Tips For Painting Your Ceiling

How To Paint Your Ceiling

While ceiling painting might sound like a potentially awkward job, you’re not alone if you’re hesitant to do it. However, before hiring a professional painter, why not learn about how not-so strenuous painting your ceiling is?

The San Antonio based house painters here at Texas Professional Painting are here to help homeowners paint their ceilings effectively. To do so, they have provided everything homeowners need to know if they decide to take on such a job.

How To Begin Painting Your Ceiling

A beginner-level task, painting the ceiling takes about one hour depending on the area you are painting, costing roughly $40-65 for every 200 square feet. However, the prep work involved will extend your total job time.

What makes ceiling painting simple is that, in most cases, you will be repainting the same color, most likely white. As it hides imperfections, bounces and reflects light and makes rooms look larger, white is one of the most popular ceiling color choices. Though same-color jobs are easier than painting new colors, keep in mind that not all paints, even white paints, are the same shade.

Basic Tips On Painting Your Ceiling

Ceiling paint is thicker and stickier than wall paint, so it’s better at eliminating drips. Use a roller cover with a 3/8-inch nap for smooth painting and a thicker nap for textured painting. Make sure your nap roller cover and extension pole has the right size and length, respectively, and you’ll be good to go.

During the process of painting the interior of your house, the wrong paint will inevitably get on the wrong surface. Before painting the ceiling, protect your now-dry walls by using painter’s tape or running plastic sheets around the room. Once you understand the process, you’ll realize you don’t need to be a professional painter to paint your ceiling.

Materials And Equipment/Tools

  • Angled paintbrush/paint edging tool
  • Drop cloth
  • Extension pole
  • Flat, white ceiling paint
  • Fine/medium-grit sandpaper
  • Inch nap paint roller cover(s)
  • Interior stain-blocking primer
  • Ladder/step ladder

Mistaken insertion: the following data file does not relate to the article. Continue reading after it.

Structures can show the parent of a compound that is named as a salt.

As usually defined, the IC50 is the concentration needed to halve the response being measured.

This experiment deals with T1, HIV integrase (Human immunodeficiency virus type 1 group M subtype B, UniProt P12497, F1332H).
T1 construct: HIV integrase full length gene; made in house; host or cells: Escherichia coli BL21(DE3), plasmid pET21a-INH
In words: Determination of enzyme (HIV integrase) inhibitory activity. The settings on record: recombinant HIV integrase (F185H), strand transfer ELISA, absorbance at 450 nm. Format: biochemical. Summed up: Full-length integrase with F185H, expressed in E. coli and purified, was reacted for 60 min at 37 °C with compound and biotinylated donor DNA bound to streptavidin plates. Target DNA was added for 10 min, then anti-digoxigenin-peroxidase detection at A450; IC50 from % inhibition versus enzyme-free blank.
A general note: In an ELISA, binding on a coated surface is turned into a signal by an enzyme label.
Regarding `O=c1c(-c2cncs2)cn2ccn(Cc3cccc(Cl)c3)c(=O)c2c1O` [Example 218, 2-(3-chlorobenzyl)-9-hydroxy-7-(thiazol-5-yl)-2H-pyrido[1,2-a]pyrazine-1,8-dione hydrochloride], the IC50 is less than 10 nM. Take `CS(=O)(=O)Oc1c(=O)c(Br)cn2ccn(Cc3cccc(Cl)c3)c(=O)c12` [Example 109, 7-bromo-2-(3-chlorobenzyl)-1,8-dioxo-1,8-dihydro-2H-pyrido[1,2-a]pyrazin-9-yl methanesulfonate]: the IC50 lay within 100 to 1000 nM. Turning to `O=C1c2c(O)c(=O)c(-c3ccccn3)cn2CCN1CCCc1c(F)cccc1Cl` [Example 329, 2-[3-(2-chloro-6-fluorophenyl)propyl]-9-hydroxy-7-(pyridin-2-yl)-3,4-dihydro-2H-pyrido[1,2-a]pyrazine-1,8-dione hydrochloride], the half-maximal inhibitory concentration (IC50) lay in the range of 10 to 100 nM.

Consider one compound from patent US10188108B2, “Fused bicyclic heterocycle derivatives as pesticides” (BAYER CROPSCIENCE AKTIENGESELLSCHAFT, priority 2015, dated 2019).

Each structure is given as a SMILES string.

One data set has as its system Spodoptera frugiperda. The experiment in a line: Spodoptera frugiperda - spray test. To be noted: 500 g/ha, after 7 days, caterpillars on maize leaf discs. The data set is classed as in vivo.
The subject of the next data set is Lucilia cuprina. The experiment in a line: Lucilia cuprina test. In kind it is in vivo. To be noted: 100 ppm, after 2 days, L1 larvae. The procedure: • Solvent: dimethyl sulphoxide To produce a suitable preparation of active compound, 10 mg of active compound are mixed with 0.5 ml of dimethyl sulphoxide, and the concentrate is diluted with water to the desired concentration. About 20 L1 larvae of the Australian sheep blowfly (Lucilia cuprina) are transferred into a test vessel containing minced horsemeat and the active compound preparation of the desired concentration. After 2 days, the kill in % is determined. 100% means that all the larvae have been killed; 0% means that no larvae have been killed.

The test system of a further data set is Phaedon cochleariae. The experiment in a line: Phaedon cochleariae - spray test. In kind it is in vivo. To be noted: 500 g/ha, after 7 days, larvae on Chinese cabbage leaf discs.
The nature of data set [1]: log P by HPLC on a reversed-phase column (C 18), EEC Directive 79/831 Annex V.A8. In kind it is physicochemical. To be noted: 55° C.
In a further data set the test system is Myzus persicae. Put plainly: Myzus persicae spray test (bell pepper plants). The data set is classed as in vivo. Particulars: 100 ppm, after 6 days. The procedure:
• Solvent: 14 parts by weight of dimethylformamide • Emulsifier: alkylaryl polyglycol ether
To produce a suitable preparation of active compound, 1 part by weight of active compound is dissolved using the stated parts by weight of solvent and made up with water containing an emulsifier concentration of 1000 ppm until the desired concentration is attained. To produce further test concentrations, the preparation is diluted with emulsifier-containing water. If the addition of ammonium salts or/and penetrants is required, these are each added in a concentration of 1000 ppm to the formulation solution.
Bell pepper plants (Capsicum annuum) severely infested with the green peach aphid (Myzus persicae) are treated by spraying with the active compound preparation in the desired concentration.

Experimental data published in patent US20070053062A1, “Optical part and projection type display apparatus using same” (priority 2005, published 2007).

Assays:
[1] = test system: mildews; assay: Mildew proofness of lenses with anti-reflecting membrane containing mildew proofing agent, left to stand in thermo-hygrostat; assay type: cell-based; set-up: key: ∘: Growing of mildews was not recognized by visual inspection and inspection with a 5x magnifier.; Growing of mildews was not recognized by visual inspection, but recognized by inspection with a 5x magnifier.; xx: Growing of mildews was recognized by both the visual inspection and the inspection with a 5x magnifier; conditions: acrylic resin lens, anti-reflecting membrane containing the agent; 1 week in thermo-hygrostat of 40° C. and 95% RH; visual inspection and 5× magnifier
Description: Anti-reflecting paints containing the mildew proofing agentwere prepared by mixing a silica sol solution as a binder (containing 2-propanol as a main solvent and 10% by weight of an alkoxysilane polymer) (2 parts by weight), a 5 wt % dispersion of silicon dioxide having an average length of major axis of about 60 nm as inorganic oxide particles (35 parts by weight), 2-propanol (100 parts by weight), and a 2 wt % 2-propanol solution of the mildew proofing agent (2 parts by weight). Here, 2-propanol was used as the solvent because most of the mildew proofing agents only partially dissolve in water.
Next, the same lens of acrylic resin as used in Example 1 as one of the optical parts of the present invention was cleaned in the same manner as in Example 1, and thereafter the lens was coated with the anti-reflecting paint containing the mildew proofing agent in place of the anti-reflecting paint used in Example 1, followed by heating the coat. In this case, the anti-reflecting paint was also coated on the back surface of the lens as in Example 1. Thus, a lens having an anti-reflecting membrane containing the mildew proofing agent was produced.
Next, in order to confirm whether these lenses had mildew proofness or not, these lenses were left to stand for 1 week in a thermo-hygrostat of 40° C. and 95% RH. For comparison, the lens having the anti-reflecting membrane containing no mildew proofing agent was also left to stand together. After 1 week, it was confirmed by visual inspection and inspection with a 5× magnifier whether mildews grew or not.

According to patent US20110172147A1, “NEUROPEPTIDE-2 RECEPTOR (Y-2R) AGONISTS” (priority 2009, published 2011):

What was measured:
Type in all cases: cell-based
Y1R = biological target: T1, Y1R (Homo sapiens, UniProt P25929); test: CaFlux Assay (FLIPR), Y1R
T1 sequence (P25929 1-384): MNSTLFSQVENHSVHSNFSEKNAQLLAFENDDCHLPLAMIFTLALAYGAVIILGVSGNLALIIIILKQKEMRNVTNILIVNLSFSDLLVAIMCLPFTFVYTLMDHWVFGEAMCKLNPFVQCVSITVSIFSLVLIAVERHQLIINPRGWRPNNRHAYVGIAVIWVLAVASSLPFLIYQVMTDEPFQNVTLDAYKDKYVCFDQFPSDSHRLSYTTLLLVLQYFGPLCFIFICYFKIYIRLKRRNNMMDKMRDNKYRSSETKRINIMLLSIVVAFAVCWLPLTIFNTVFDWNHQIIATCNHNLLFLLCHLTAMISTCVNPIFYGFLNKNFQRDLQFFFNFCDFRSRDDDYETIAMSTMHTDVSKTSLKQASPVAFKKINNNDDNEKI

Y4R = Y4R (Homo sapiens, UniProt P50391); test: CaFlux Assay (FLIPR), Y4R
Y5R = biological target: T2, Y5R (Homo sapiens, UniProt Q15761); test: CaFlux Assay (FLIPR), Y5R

• Latex/nitrile gloves
  • Paint can pour spout
  • Paint roller frame
  • Painter’s tape/Plastic sheeting
  • Paint tray/liner(s)
  • Putty knife
  • Wood paint stirring stick
  • Spackle compound
  • Vacuum

Interior Painting Preparation

The Room

While they’re good for ceiling coverage and splatter less than paint sprays, paint rollers can produce a mist of droplets that lands on surfaces. For this reason, remove whatever furniture you can and cover any remaining furniture with drop cloths or plastic sheeting. Additionally, cover the floors with down paper or canvas drop cloths.

Speaking of removing furniture, turn off power to the room and remove light fixtures and smoke detectors. Solid electrical box faceplates can be painted over, however, smoke and carbon monoxide detectors cannot.

If you decide to paint the ceiling second, hang plastic sheets around the room and over the windows and doors to protect them. Additionally, put protective painter’s tape over ceiling trim and molding.

Ceiling And Supplies Preparation

To keep the primer and paint sticking to the surface, basically defying gravity, remove any dust by vacuuming the ceiling. If you want, spackle any small holes or cracks. This however, adds two hours of work, as you will have to let the spackle dry and sand it.

Set up the paint liner in the paint tray and set it just outside of the room you’re painting to avoid tripping. Pour the primer into the tray liner using the can spout and put a new roller cover on the roller frame.

After dipping it into the primer or paint, prepare to put your roller on the extension pole. To minimize the pole’s weight, and muscle strain, use the shortest possible extension.

Prime And Paint!

Use an angled brush or paint edging tool for priming and painting the ceiling. When priming, cut in the edges of the ceiling, roll on the primer and let it dry. Use a stain-blocking primer to prepare the ceiling’s surface for paint, hide flaws, cover dinginess and prevent staining.

Paint the edge of the ceiling with a 2-3 inch wide band, then change the roller pad on the roller frame. Add a fresh liner to the paint tray, pour paint into the tray and fill the roller.

To keep track of what you’ve already covered, paint the ceiling in 3-foot by 3-foot sections. Overlap the wet edges of the last section when starting a new one to effectively blend them and prevent permanent roller marks. If necessary, add a second coat of paint.

Get Ready To Paint Your Ceiling!

Now you know all you need to about ceiling and interior painting! Get the proper tools, paint and advice and get ready for this home project. If you need advice, or don’t think you can do this on your own, don’t worry! Contact Texas Professional Painting and have a professional painter come over and help you.

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